I)A ‘canopy’ layer consisting of the original mature fruit trees.
2)A ‘low-tree’ layer of smaller nut and fruit trees on dwarfing root stocks.
3)A ‘shrub layer’ of fruit bushes such as currants and berries.
4)A ‘herbaceous layer’ of perennial vegetables and herbs.
5)A ‘ground cover’ layer of edible plants that spread horizontally.
6)A ‘rhizosphere’ or ‘underground’ dimension of plants grown for their roots and tubers.
7)A vertical ‘layer’ of vines and climbers.
Stepping into the Forest Garden is like entering another world. All around is lushness and abundance, a sharp contrast to the dust bowl aridity of the surrounding prairie farmed fields and farmlands. At first the sheer profusion of growth is bewildering, like entering a wild wood. We’re not used to productive landscapes appearing so disorderly. But it doesn’t take long for the true harmony of nature’s systems to reveal themselves, and the realisation sinks in that in fact it is the Agribiz monocultures, with their heavy machinery, genetic manipulation, erosion, high water inputs, pesticides and fertilisers which are in a total state of maintained chaos. Whereas hectares of land may produce bushel after bushel of but one crop, genetically degraded and totally vulnerable to ever more virulent strains of pest and disease without the dubious protection of massive chemical inputs, just an eighth of an acre of a garden such as Robert’s can output a tremendous variety of yields.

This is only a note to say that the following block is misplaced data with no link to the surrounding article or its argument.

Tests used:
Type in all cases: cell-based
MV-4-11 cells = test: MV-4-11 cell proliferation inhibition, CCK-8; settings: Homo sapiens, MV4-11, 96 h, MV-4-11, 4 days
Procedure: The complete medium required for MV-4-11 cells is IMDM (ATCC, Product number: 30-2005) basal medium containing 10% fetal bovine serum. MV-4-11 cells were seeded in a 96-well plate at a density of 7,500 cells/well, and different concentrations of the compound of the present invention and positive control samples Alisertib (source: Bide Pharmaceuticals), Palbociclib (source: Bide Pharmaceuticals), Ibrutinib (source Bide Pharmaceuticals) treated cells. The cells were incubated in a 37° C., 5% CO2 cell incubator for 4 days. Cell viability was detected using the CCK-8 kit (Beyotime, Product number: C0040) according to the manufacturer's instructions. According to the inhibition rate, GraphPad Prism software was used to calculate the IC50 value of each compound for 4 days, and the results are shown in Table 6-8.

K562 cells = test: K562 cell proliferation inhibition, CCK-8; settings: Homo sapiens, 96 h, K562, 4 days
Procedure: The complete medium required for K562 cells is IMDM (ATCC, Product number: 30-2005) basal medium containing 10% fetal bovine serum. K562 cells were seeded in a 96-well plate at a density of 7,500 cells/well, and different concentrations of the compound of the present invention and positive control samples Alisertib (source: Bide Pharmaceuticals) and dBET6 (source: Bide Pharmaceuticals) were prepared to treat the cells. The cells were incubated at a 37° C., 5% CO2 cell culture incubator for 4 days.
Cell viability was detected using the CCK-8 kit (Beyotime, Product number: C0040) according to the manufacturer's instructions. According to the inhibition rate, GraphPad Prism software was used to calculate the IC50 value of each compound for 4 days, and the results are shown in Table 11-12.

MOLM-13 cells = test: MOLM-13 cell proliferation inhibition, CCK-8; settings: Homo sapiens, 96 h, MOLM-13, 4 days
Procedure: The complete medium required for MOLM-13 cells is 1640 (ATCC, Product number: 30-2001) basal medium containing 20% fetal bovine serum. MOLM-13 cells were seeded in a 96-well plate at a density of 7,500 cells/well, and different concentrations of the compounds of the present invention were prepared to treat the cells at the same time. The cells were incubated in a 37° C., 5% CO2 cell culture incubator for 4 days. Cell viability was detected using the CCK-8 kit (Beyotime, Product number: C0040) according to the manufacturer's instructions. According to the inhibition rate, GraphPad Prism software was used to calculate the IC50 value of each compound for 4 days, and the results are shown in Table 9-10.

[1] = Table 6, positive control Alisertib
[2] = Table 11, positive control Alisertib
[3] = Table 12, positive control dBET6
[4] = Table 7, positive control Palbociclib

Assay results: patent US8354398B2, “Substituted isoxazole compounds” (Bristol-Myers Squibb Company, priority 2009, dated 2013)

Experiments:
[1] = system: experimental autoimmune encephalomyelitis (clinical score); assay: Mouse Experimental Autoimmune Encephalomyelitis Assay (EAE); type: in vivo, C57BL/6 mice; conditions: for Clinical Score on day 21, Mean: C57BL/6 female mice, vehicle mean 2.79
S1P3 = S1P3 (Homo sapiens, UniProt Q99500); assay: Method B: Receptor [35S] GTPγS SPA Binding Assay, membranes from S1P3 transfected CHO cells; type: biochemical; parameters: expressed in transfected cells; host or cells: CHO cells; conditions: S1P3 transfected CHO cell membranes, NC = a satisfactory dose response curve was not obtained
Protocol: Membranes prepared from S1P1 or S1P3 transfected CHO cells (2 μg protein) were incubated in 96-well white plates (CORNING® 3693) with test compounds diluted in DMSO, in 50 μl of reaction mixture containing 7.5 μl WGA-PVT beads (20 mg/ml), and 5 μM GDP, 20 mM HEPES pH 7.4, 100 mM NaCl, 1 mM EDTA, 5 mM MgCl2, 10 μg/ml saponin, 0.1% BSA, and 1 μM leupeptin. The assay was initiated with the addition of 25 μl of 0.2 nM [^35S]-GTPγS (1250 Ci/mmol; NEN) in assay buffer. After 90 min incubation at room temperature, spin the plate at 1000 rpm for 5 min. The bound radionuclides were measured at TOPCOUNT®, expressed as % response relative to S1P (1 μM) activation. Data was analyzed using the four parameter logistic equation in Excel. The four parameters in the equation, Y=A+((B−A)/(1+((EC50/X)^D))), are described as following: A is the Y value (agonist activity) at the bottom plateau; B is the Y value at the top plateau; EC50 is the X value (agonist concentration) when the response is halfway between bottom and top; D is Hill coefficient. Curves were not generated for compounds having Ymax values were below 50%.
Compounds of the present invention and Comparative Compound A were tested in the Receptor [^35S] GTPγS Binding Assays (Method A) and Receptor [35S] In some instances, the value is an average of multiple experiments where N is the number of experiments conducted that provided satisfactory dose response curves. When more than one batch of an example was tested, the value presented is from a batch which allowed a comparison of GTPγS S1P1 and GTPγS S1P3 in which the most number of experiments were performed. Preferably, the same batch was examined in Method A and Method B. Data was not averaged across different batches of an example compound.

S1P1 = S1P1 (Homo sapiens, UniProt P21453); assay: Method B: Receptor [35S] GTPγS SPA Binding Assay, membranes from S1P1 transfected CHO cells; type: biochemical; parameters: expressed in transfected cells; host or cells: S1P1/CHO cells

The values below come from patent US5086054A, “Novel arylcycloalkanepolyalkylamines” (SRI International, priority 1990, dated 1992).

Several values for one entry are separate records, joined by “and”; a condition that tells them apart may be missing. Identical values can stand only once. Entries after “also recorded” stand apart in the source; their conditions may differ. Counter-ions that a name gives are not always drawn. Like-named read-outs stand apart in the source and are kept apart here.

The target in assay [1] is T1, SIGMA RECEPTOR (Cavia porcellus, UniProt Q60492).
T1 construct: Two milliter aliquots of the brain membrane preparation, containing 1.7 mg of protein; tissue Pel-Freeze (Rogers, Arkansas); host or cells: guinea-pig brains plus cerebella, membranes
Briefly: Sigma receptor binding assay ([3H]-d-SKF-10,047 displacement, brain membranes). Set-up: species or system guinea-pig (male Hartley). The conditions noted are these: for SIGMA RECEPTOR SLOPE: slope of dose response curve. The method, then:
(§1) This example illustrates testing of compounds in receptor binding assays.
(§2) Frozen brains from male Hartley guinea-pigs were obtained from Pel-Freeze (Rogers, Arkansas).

Inspired by Robert’s example, forest gardening has become an international movement, and projects been planted in community spaces, private gardens and school grounds. They have the potential to contribute enormously to the social, physical, spiritual,economic and environmental well being of communities.
”Obviously, few of us are in a position to restore the forests.. But tens of millions of us have gardens, or access to open spaces such as industrial wastelands, where trees can be planted. and if full advantage can be taken of the potentialities that are available even in heavily built up areas, new ‘city forests’ can arise…” (Robert A.de J.Hart)
What we planted at Margaret Macmillan school
Apples: Reverend w. wilks, James grieves, Crab.
Plums: Cherry plum, Shropshire damson, and Victoria.
Nuts: Almond, Hazel, Pine nut,
Berry’s: Worcesterberries, Tayberry, Gooseberry.
Currants: Red, Black, White, & Buffalo.
Herbs: Alecost. Alexander’s. Chinese & Jerusalem Artitichokes, Barberry, Bergamots: Wild, Common, and Lemon. Burdock, Chives: Giant, Garlic, Common. Comfreys: Dwarf, Common and Bocking 14. Creeping borage. Curry plant. Fennel. Garlic’s: Wild, and Common. Good king Henry. Hops. Horseradish. Lavenders: French, Hidcote, Seal, Grappenhall, Lodden pink, Imperial gem, Large white, Royal purple, Lemon Balms: All gold, Common, Variegated, Lovages: Scots, and Common. Mints: Apple, Curly, Spear, Basil, Lemon, Orange, Bowls, Mitcham, Eucalyptus, Lavender, Black pepper, Red raripila, Moroccan, Eau de cologne, White pepper, Pineapple, Ginger, Korean. Pot marjoram.
Onions: Welsh, Common, and Everlasting. Red valerian.
Rosemarie’s: Lilies blue, Common, Heavenly blue, Benenden blue, Seven sea, Sudbury blue, Sisinghurst blue, Mrs Jessup’s upright. Sages: Broad-leaved, Narrow-leaved, Common, Purple, Golden, Pineapple, Salad burnet. Southernwood. Tansy. This is not a complete list of plants in the entire garden.